Stefan Blügel

Prof. Dr. Stefan Blügel

Head of Institutes: Peter Grünberg Institute (PGI-1) and Institute for Advanced Simulation (IAS-1)

Professur for Theoretical Physics at RWTH Aachen University


Theory of electronic properties of solids, quantum materials, topological properties, spin-orbit related phenomena, magnetism, spintronics, electronic structure methods, supercomputing


Forschungszentrum Jülich GmbH
52428 Jülich

Peter Grünberg Institut (PGI)

Quanten-Theorie der Materialien (PGI-1/IAS-1)

Gebäude 04.8 / Raum R 152

Warum und woran ich forsche

I belong to the first generation of Diploma and PhD students in Germany developing (see Ref [5] of Publication list for Wannier90, Zenodo (2023), DOI: 10.5281/zenodo.7576163 for FLEUR code) and applying density-functional theory (DFT) methods. I belong to an international team that tests methods [2] and applies these methods to scientific problems related to spintronics, magnetism and quantum materials. During my diploma studies, I developed the constraint DFT [7], during the PhD studies, after a research stint with Henry Krakauer at the College of William and Mary, I moved to the field of surface and thin-film magnetism. I predicted in 1988 [PRL 60, 1077 (1988)] the existence of antiferromagnetism in metallic magnetic monolayers, that was confirmed experimentally 12 years later [Science 288, 1805 (2000)]. Following a large number of fundamental contributions to computer-aided solid-state research, in particular to magnetism at surfaces and interfaces, I recognized that the relativistic spin-orbit coupling effects of electrons in solids in conjunction with breaking the inversion symmetry at inner and outer interfaces leads to the occurrence of large intrinsic magnetic fields at the interfaces. Essential results are: The large Rashba effect at interfaces [6] as a basis for new spin transport phenomena like the spin-orbit torque [3] and terahertz generation [9]; the interface-inducedDzyaloshinskii-Moriya interaction [1], which became the origin of the experimental discovery of homochiral spin structures at interfaces [7] or homochiral domain walls [8]. The latter have proved to be exceptionally useful in improving the performance of magnetic racetrack memory and are already actively used in this capacity. I realized that the particular mathematical form of the new magnetic interface interaction facilitates the formation of skyrmions. For that purpose, for example a skyrmion lattice at an interface could be proved experimentally for the first time [1]. I am pretty happy about our implementation of the spin excitations in solids from many-body perturbation theory [Top. Curr. Chem. 347, 359 (2014)] and the implementation of the electron-plasmon and the electron magnon interaction on the same footing combining the GW and the GT approximation on the same footing (njp Computational Materials 7, 178 (2021)). I am excited by the recent developments of the spectral density-functional theory [PRB 106, 045135 (2022), ibid 107, 005100 (2022)], the field of orbitronics [Phys. Rev. Research 2, 033401 (2020)], the potential provided by autonomous computing to scan the chemical phase space of materials and the development of cryo-spintronics combining spintronics with magnetic materials. I have a permanent interest to improve electronic structure methods in their performance and their functionality. I am currently working on Hopfions, on Weyl semimetals, magnetic materials hosting achiral skyrmions stabilized by RKKY interaction, 2D-materials, at covalent magnetism. One of my dreams is to develop RPA-type total energy approaches from our recently implemented GWT self-energy for magnetic materials, to study the spin-phonon interaction in 2D-materials, to treat longitudinal and transversal spin-fluctuation on the same footing, treating finite temperature magnetism with short-range order etc etc….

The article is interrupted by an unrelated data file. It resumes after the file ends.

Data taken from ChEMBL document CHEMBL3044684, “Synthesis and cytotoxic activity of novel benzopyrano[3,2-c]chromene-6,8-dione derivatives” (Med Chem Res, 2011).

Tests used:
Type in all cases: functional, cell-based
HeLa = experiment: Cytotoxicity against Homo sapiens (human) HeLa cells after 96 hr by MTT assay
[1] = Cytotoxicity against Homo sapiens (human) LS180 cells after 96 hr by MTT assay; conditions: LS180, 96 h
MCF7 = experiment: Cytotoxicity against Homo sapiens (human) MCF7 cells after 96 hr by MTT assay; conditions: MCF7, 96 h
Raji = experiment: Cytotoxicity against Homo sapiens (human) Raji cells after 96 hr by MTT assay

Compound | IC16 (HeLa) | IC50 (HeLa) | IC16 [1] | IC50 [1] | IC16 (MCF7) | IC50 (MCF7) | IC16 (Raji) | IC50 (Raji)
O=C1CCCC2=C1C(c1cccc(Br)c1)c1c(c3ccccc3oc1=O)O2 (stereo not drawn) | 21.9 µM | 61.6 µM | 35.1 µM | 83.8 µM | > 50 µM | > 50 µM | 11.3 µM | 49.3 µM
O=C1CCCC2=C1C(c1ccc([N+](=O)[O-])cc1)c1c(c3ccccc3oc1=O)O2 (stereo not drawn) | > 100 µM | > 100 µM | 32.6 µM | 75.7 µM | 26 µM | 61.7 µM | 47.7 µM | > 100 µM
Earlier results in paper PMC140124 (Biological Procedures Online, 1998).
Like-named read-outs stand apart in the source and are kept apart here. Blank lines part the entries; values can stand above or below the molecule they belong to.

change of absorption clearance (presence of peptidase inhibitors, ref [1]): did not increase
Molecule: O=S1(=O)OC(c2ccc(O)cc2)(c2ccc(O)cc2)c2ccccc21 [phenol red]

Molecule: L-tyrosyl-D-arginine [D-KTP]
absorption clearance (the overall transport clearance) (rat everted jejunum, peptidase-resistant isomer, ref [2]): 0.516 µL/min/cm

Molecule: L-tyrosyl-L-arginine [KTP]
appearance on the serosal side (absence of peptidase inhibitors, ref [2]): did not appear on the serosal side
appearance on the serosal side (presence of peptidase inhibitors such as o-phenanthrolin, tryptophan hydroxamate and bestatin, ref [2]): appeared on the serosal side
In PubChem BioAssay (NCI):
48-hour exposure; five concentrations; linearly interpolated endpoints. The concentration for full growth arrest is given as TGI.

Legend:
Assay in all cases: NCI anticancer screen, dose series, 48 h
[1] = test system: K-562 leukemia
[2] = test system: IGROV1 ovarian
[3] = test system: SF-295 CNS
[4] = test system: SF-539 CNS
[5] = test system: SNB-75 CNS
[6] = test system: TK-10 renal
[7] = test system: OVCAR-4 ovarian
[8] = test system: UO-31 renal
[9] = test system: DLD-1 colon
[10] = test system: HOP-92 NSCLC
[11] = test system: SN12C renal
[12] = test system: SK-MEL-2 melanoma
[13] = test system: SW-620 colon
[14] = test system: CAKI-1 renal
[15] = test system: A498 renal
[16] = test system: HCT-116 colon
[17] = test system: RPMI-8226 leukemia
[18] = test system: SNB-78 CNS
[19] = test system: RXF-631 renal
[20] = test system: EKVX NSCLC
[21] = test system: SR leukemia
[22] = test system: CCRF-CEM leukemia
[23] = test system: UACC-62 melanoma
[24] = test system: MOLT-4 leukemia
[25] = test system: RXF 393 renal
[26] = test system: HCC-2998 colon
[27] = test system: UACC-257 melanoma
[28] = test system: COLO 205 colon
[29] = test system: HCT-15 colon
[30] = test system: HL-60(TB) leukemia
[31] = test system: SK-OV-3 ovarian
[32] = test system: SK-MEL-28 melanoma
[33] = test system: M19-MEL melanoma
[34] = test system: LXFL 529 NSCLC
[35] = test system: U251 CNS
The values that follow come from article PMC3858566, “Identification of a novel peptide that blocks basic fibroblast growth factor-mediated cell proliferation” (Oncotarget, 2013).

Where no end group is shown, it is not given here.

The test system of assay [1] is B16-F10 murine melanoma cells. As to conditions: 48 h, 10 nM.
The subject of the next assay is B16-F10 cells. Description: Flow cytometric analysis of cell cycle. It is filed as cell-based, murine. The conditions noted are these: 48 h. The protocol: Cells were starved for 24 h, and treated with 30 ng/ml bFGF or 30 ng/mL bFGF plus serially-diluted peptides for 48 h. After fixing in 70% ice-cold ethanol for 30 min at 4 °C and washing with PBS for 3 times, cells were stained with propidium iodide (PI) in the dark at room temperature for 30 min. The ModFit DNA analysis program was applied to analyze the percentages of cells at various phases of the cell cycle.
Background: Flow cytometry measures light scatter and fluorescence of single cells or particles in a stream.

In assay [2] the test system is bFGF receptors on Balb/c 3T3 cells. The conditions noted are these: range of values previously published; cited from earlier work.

Letzte Änderung: 12.01.2024